Portland Tiki lounge opens in the heart of winter


There are pupu platters and fog cutters, scorpion bowls and miso soup, chopsticks and umbrella drinks. But similarities to all Asian-themed restaurants you know and love end at Rhum’s octopus door handles.

In the heart of winter, in between snowstorms, what’s a tiki lounge doing opening in downtown Portland? Giving locals a reason to shuck their mittens and fleece, navigate the icy sidewalks, hop a snowbank and descend a dark passageway into the tropics. But first, is it a restaurant or a bar?

Rhum is a lounge says co-owner Jason Loring. The lounge Portland was missing. The lounge Mainers need. Now. “It’s about escapism,” says Loving, who also owns Portland hotspots Slab and Nosh and knows how to roll out an electric concept. “We have so much talent in this room,” added his partner Mike Fraser, dressed for Saturday night’s opening in a pink blazer, pastel shirt and powder blue sneakers.

In the kitchen, one well-know talent, Fred Eliot, is settling in. Until recently Eliot was the head chef at Petite Jacqueline before it closed in Longfellow Square. Through a peep window Eliot and chef de cuisine Frank W. Anderson look like they are having a ball executing Rhum’s fun fare.

How fun? A modern spin on the pupu platter includes edamame, chicken liver pate topped with tamarind chutney, pork jerky, pork ribs and rangons. Yes, there is sterno!

We saw quite a few seafood towers sail through the room like a leeward breeze. They come in three sizes and are loaded with oysters, Mexican shrimp, raw scallops, King crab from Alaska, chilled mussels and periwinkles.


Rhum’s overflowing raw bar.

Seated at the raw bar, with a good view of the kitchen, we dove into a half dozen oyster from Island Creek in Duxbury. A clean and fresh way to get your feet wet in this fantasy island. Like the festive boat drinks here, Rhum’s menu is loaded with novelties and throwbacks like SPAM.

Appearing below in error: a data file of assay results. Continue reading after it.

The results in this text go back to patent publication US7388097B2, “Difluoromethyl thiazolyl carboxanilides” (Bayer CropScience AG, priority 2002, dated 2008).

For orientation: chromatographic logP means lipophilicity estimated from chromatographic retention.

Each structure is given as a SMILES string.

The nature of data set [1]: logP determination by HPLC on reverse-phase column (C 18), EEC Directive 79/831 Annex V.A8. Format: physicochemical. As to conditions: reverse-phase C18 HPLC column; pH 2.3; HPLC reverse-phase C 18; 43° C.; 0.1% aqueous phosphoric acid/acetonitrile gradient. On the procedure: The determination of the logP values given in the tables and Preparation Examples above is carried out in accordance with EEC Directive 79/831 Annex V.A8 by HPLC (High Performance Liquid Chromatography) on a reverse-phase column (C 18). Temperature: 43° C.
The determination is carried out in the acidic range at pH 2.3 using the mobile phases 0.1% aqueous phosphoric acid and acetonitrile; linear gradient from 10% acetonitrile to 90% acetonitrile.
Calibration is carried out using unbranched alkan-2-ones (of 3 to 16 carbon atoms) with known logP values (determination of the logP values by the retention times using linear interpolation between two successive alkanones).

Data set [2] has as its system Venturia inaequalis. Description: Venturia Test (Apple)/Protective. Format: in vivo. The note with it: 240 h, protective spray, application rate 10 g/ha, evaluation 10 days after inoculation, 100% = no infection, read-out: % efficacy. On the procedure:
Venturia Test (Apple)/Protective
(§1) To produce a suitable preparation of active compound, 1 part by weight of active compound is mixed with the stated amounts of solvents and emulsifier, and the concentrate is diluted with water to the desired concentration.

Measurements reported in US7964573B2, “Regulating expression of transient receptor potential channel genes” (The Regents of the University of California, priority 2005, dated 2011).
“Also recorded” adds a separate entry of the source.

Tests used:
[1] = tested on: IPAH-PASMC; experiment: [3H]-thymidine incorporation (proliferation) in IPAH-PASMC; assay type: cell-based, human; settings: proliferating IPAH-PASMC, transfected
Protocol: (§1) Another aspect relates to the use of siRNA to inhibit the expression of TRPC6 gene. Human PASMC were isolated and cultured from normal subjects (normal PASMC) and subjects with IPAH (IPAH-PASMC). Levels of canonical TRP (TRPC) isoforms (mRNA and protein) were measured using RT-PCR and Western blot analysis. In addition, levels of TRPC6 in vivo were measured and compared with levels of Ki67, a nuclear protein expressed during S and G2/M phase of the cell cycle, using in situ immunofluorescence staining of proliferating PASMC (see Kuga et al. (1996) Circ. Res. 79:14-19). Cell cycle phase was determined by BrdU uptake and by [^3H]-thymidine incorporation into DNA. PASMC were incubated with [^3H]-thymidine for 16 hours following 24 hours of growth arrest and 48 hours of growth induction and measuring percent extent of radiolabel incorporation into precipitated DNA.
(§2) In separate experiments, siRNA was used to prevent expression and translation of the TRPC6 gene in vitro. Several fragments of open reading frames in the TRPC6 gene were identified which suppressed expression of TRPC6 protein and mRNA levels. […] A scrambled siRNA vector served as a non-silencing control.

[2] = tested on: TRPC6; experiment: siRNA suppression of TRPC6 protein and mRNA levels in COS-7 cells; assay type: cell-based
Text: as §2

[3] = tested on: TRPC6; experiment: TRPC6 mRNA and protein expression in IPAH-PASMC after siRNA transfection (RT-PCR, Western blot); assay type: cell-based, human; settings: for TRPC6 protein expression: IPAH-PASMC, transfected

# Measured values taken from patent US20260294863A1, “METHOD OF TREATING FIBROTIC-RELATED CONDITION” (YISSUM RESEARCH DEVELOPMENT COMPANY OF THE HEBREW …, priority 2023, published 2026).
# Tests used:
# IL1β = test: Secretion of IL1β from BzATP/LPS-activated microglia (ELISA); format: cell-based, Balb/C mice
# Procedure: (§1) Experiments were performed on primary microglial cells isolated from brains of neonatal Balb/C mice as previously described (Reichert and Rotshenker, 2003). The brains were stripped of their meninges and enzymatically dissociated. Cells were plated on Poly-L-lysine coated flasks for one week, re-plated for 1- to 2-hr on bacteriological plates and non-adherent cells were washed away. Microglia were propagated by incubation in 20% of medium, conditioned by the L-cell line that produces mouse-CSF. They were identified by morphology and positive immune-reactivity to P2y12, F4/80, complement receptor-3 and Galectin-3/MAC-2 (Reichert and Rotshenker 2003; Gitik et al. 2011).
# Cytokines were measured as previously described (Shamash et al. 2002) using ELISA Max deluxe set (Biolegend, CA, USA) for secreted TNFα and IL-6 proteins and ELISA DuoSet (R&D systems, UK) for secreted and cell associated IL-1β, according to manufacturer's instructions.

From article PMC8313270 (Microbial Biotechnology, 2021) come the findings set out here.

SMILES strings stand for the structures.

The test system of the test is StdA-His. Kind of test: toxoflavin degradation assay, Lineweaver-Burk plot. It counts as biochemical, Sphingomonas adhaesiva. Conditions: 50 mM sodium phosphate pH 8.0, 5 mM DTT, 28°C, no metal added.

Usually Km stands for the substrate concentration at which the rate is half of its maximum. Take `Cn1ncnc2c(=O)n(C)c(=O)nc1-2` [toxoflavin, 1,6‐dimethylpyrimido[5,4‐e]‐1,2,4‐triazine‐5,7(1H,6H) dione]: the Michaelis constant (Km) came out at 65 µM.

Exotic combinations such as kaya toast, a soft egg, coconut jam, sweet soy sauce delicacy was only upstaged by the loco moco inari. We ran into friends who were falling over themselves after sharing the spam-and-foie gras-meets-quail egg loco moco inari appetizer. “The two fats melt together,” said the giddy couple, who declared it “filthy, dirty and decadent.”

This is a playhouse for adults, conjuring up Hawaii, the Caribbean or the isla bonita of your dreams.

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The focal point of this Polynesian hideaway is the palapa bar. Duck under the castaway fringe and let the staycation begin. In the shade is an extensive library of rum, (every kind bar manager Sam Babcock could find in Maine).

Waitresses wearing orchids tucked in their hair return with suffering bastards, and scorpion bowls in all shapes and sizes. We started with a painkiller. Served in a custom made tiki glass, the pineapple, rum, coconut and nutmeg cocktail brought us back to the Soggy Dollar Bar on Jost Van Dyke in the Caribbean. Attention travelers: This is your mosquito-free, urban equivalent.


Most cocktails here are rum-centric. Mai tais, and fog cutters are on draft, as is the rum runner and jungle bird. You can order the latter for large, thirsty parties. The vessel for the medium size did not arrive in time for Rhum’s opening so Babcock improvised with a gasoline can. Only in Portland!

What more do you want in the depths of winter?

Rhum, 4 Free St. Rear, is open from 4 to 1 a.m. Dinner is served at 5 p.m. nightly. Duck around Arabica Coffee and look for the giant octopus. See you in the Lower Antilles.




Kathleen Pierce

About Kathleen Pierce

A lifelong journalist with a deep curiosity for what's next. Interested in food, culture, trends and the thrill of a good scoop. BDN features reporter based in Portland since 2013.